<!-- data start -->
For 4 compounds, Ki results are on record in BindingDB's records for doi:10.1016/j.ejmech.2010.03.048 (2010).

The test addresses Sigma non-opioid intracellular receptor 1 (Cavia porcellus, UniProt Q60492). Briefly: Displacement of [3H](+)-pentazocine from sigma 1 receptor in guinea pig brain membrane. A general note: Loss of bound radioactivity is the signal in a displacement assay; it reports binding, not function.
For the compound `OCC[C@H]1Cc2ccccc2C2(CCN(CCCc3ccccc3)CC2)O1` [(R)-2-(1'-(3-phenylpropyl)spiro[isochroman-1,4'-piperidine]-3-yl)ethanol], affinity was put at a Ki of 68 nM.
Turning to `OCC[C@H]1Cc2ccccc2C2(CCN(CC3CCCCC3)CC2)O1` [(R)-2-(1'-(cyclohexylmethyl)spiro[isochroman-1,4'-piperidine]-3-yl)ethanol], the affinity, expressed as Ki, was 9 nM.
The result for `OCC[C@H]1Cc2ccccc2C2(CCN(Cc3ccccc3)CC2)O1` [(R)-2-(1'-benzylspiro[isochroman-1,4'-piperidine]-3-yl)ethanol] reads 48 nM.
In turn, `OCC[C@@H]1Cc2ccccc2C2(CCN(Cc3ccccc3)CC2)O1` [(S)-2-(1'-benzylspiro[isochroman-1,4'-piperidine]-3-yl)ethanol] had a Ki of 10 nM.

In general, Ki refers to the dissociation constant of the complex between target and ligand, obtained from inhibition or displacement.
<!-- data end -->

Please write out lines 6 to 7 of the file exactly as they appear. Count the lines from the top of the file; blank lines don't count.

In turn, `OCC[C@@H]1Cc2ccccc2C2(CCN(Cc3ccccc3)CC2)O1` [(S)-2-(1'-benzylspiro[isochroman-1,4'-piperidine]-3-yl)ethanol] had a Ki of 10 nM.

In general, Ki refers to the dissociation constant of the complex between target and ligand, obtained from inhibition or displacement.